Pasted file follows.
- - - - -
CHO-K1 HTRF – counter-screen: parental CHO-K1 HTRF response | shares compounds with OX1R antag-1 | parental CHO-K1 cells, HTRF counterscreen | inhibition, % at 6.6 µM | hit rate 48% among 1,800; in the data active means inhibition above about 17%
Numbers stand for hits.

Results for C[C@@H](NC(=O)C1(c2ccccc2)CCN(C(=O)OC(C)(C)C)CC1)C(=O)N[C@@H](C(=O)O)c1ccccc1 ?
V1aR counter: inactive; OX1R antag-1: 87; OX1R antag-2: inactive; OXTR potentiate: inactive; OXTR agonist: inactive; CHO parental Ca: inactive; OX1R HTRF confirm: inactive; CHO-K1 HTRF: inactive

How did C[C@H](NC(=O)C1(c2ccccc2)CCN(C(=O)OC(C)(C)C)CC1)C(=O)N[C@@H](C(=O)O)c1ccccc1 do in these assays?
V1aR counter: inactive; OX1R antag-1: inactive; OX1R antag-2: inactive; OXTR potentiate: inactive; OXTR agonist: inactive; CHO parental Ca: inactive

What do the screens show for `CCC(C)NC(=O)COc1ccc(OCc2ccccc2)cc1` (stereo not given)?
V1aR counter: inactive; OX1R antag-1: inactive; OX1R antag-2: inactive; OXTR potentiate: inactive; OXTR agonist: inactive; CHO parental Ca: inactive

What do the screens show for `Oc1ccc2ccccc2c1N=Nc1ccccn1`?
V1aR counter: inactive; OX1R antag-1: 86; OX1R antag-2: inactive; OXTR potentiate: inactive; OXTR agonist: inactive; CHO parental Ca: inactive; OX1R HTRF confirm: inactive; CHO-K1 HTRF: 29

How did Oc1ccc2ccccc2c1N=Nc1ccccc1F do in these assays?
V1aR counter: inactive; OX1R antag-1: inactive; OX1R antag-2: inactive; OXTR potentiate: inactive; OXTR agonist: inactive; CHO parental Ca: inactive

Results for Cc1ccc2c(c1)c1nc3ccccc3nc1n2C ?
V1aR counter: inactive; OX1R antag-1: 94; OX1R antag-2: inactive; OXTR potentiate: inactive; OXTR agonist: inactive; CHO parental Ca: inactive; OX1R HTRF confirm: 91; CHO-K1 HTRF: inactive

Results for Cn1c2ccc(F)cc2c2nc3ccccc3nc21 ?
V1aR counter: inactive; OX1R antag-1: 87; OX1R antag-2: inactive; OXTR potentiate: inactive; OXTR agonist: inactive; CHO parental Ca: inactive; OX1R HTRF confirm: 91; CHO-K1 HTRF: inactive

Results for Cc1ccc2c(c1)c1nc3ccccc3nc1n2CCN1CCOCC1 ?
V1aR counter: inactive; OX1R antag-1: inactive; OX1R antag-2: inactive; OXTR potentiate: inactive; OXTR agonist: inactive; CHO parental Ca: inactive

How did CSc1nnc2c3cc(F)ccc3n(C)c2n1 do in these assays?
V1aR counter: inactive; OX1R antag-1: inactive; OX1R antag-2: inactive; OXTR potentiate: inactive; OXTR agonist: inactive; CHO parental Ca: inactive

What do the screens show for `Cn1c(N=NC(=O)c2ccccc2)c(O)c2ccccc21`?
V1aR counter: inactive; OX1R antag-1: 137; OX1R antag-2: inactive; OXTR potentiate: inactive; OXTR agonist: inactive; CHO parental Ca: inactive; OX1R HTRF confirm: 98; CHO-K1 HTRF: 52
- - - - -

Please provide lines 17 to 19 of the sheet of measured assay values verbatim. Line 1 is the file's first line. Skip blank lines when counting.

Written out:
Results for Cc1ccc2c(c1)c1nc3ccccc3nc1n2CCN1CCOCC1 ?
V1aR counter: inactive; OX1R antag-1: inactive; OX1R antag-2: inactive; OXTR potentiate: inactive; OXTR agonist: inactive; CHO parental Ca: inactive

How did CSc1nnc2c3cc(F)ccc3n(C)c2n1 do in these assays?